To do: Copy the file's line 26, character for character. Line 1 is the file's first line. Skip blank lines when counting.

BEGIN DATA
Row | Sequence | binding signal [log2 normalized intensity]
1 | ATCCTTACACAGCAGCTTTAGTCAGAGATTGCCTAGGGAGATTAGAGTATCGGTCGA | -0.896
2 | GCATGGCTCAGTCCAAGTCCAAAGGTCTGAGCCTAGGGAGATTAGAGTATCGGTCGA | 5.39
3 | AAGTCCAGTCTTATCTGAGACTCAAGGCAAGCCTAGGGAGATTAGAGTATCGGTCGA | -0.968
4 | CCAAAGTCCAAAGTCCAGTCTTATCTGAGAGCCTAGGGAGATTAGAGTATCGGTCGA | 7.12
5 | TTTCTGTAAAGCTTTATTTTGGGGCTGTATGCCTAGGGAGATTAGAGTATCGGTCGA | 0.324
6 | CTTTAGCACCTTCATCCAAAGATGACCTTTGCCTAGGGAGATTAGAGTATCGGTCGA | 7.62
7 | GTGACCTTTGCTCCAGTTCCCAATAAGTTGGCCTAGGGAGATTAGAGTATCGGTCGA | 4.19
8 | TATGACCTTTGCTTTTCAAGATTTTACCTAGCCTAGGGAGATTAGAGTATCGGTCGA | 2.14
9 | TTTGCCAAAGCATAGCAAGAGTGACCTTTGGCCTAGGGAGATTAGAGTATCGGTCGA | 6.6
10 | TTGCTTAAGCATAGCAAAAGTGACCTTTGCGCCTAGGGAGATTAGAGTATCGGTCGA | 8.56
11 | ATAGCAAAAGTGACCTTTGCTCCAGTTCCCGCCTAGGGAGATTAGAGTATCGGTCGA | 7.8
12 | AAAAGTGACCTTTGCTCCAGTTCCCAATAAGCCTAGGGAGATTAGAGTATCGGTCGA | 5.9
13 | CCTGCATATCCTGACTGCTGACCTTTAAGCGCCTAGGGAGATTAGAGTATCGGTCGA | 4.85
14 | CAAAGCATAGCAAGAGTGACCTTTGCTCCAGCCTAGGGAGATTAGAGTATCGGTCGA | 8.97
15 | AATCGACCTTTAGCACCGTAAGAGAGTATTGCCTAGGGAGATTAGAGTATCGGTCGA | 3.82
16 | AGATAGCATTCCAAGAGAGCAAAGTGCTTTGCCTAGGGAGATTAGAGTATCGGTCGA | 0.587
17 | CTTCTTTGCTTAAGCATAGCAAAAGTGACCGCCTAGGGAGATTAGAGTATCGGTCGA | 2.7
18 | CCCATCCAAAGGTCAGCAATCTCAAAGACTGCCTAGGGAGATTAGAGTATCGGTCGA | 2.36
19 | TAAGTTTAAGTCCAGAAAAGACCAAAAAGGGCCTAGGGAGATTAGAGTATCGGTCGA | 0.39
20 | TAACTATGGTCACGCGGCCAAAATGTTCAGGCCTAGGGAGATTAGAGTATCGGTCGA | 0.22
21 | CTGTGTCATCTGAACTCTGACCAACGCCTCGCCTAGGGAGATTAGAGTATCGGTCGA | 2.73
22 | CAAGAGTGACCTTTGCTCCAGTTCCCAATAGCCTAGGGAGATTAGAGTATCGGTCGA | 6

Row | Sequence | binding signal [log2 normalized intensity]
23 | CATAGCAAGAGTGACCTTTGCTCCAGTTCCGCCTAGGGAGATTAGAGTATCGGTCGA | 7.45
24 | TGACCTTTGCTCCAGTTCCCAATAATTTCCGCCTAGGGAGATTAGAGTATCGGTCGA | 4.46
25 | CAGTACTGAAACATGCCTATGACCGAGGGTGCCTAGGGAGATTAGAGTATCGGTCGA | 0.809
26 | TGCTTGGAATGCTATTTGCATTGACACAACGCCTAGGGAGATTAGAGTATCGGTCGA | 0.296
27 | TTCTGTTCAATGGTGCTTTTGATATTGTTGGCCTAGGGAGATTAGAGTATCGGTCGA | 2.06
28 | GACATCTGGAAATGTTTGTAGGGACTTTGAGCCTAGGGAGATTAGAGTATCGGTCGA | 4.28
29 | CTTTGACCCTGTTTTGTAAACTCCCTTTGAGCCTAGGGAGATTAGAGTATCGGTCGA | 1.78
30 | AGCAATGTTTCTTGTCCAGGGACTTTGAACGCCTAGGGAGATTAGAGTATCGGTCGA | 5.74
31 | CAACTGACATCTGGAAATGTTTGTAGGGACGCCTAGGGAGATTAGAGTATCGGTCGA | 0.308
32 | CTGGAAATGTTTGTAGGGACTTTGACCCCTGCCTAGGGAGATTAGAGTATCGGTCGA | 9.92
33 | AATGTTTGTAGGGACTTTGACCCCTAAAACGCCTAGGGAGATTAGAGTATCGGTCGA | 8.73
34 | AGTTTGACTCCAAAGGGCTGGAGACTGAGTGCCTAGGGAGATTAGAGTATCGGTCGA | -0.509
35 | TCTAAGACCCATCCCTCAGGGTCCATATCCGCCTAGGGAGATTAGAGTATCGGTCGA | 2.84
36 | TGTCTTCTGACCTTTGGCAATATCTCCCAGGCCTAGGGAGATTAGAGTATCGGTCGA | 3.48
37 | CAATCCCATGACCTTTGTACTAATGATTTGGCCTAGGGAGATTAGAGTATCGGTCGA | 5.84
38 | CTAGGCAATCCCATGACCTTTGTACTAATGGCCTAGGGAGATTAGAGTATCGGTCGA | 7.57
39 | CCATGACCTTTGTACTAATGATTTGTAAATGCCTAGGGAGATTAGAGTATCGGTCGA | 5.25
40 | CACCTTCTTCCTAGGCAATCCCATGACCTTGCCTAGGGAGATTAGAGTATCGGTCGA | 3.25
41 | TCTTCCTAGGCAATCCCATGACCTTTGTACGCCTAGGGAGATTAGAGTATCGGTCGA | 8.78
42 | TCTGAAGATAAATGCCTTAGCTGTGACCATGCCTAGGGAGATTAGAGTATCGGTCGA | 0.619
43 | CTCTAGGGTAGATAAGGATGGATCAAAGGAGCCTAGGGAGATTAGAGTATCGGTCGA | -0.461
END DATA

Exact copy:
24 | TGACCTTTGCTCCAGTTCCCAATAATTTCCGCCTAGGGAGATTAGAGTATCGGTCGA | 4.46